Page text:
November 08, 2004

Snoot? Bluck.

David Foster Wallace is a snoot as well as an exceptionally long-winded novelist, "snoot" being his own made-up word for "a really extreme usage fanatic". For a thorough airing of Wallace's attitudes in this arena, see his 4/2001 review of Garner's Dictionary of Modern American Usage, and Language Hat's critique.

I've noticed over the years that snoots often like to make up words, and I've wondered why people who value traditional usage so highly are also so open to lexical innovation. The paradox evaporated when I realized that the snootish impulse is not a defense of the community's traditions, it's an assertion of linguistic ego. And what could be more egocentric than inventing new words?

This also explain why snoots are never scholars. At least, their snootish outpourings are never based on scholarly investigation and analysis, even if they have some scholarly credentials in other aspects of their intellectual life. The reason is simple: scholarship subordinates the self, at least temporarily, to an investigation of external fact, while the snootish posture immediately asserts the primacy of the self's linguistic judgments. Snoots routinely invoke both the authority of tradition and the dictates of logic, but these are ex post facto rhetorical justifications, not the conclusions of a dispassionate analysis.

This insight helps explain why snootish assertions are so often factually mistaken, even when they deal with matters that are easily checked. How could Cullen Murphy, John Powers and Sidney Goldberg, all intelligent and literate individuals, embarrass themselves by fulminating in national publications about lexical and grammatical issues where their claims are simply wrong? Why is DFW's usage rant so full of elementary usage mistakes? The usual explanation is that our society has failed to give its intellectuals an adequate linguistic education. That's true, but it's not enough. Murphy and Powers are surely capable of understanding the glosses and example sentences in the OED, and Goldberg could have had his assistant phone up an expert on English syntax, as he would probably have done if he were ranting about some medical or economic or legal matter. Wallace could have checked his dictionary citations, spent a few hours on the internet or in the library getting his terminology right, and so on. Snoots don't check lexicographic and grammatical facts because their complaints are about subjective pain, not about objective facts of usage. Though they masquerade as defense of social norms, such screeds are really the howls of a wounded self, demanding primacy.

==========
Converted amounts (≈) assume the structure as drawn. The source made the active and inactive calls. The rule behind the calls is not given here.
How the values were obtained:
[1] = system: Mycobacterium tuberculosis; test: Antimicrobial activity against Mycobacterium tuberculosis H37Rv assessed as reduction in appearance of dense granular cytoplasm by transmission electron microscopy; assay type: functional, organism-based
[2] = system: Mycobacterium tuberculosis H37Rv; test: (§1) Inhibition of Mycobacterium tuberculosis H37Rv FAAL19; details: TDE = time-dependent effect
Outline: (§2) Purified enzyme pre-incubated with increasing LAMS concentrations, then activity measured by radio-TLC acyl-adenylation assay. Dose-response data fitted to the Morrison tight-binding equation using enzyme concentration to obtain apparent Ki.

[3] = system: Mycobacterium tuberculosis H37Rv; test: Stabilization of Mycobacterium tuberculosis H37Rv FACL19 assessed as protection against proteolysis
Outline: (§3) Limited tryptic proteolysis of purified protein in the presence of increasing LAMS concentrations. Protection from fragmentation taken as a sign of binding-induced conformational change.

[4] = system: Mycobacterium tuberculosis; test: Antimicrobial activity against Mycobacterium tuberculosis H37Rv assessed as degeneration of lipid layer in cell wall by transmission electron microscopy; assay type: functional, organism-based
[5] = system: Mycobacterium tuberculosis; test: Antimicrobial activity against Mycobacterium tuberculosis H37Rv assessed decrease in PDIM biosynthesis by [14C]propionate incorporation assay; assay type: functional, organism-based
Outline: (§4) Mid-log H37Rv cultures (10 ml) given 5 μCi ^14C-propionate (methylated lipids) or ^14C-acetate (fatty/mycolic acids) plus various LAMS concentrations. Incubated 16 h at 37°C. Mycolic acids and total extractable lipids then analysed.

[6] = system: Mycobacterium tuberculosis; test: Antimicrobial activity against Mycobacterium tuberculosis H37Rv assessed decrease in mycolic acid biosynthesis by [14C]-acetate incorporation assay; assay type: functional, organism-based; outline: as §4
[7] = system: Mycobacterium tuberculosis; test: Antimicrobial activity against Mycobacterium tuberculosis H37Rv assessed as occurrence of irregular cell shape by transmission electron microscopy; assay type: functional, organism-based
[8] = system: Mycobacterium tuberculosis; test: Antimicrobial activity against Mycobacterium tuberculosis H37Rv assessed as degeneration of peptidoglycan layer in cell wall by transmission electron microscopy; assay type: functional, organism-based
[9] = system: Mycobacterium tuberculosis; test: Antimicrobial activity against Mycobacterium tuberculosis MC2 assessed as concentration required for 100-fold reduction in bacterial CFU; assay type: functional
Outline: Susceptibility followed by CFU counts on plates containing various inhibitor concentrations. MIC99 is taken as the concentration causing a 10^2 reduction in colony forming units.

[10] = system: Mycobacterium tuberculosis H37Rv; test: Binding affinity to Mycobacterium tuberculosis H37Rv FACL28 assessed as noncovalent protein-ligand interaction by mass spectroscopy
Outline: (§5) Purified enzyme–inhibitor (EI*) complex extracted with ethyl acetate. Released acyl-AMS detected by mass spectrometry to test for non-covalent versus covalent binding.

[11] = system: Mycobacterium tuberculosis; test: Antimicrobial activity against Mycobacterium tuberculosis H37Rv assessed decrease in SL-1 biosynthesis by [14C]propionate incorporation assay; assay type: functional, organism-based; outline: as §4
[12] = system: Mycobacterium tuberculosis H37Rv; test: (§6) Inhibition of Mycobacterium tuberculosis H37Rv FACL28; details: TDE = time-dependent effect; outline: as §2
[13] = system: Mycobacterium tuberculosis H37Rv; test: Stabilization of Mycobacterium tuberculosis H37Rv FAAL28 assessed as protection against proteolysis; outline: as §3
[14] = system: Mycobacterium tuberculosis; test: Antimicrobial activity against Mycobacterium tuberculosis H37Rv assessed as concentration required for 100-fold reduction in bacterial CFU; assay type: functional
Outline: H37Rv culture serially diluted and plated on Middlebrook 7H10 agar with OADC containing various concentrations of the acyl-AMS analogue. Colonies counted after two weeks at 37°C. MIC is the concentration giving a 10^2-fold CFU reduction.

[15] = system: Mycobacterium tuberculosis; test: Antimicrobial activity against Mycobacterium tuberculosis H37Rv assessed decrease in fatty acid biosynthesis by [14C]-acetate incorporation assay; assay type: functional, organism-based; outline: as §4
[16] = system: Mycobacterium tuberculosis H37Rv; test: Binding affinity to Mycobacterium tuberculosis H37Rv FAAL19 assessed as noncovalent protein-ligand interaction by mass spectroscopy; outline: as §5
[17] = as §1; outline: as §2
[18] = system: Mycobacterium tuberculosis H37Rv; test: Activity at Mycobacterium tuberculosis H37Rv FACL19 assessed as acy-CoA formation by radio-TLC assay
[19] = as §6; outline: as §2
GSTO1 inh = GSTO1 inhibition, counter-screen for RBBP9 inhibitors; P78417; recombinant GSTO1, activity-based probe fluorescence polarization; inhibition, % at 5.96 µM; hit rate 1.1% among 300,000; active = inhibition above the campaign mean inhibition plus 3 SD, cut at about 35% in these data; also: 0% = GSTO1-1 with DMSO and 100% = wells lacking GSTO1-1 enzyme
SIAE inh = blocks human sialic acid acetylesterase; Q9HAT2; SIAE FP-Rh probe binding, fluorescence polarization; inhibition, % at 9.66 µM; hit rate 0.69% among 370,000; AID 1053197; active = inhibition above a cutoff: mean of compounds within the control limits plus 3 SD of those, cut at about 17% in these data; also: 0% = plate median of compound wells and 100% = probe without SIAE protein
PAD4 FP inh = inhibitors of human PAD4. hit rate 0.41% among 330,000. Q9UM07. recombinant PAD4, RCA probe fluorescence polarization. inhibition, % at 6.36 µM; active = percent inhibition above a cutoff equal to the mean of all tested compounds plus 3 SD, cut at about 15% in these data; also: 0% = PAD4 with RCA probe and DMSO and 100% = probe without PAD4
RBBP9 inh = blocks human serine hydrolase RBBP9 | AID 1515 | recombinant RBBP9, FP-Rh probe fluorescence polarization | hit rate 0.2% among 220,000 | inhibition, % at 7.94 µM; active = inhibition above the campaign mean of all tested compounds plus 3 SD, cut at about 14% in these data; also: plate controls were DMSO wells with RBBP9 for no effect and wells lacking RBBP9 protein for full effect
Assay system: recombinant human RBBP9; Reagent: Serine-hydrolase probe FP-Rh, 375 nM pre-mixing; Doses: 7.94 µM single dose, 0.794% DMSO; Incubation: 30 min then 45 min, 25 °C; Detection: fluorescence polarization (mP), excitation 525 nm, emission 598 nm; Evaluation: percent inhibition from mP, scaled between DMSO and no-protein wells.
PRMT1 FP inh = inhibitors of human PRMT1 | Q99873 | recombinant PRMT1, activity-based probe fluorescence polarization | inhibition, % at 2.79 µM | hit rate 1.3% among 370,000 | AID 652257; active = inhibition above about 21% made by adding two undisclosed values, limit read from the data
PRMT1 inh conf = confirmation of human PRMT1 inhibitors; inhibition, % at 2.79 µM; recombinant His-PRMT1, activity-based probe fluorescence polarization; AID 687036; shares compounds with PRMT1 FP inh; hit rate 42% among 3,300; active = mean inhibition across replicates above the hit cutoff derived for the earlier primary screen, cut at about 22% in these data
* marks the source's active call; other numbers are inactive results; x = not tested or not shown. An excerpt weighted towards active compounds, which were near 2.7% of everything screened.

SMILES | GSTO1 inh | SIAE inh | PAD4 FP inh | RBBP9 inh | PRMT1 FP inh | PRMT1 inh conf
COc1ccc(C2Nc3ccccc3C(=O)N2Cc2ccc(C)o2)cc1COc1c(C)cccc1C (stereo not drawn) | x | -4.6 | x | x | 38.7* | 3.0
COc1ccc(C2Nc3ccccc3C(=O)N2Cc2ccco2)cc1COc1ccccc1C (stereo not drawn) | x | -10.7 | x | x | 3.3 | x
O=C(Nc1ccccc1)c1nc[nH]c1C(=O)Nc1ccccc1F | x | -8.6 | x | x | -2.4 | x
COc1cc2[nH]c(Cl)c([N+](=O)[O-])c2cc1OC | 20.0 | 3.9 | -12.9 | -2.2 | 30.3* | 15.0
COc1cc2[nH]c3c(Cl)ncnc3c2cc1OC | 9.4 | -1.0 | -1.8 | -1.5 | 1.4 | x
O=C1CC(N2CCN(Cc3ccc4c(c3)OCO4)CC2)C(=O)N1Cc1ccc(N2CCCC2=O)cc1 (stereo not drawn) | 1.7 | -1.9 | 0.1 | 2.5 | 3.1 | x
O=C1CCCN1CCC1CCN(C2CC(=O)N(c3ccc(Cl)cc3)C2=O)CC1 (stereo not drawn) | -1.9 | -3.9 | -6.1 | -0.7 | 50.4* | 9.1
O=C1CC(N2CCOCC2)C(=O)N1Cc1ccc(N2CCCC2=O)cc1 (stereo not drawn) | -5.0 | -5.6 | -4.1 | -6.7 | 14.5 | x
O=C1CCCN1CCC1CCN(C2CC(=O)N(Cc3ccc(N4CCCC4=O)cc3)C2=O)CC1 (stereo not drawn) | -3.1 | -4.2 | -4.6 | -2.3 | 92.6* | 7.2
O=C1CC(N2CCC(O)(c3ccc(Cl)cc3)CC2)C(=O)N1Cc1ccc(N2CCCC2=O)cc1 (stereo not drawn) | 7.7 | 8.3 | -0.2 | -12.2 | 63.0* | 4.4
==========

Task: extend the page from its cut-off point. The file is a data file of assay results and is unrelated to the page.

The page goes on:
I was reminded of all this when I read Wallace's review in yesterday's NYT of Edwin Williamson's "Borges: A Life", and came across this passage (emphasis added):

Williamson's claim ... that in 1934, ''after his definitive rejection by Norah Lange, Borges . . . came to the brink of killing himself'' is based entirely on two tiny pieces of contemporaneous fiction in which the protagonists struggle with suicide. Not only is this a bizarre way to read and reason ... but Williamson seems to believe that it licenses him to make all sorts of dubious, humiliating claims about Borges's interior life: ''A poem called 'The Cyclical Night' . . . which he published in La Nacion on October 6, reveals him to be in the throes of a personal crisis''; ''In the extracts from this unfinished poem . . . we can see that the reason for wishing to commit suicide was literary failure, stemming ultimately from sexual self-doubt.'' Bluck.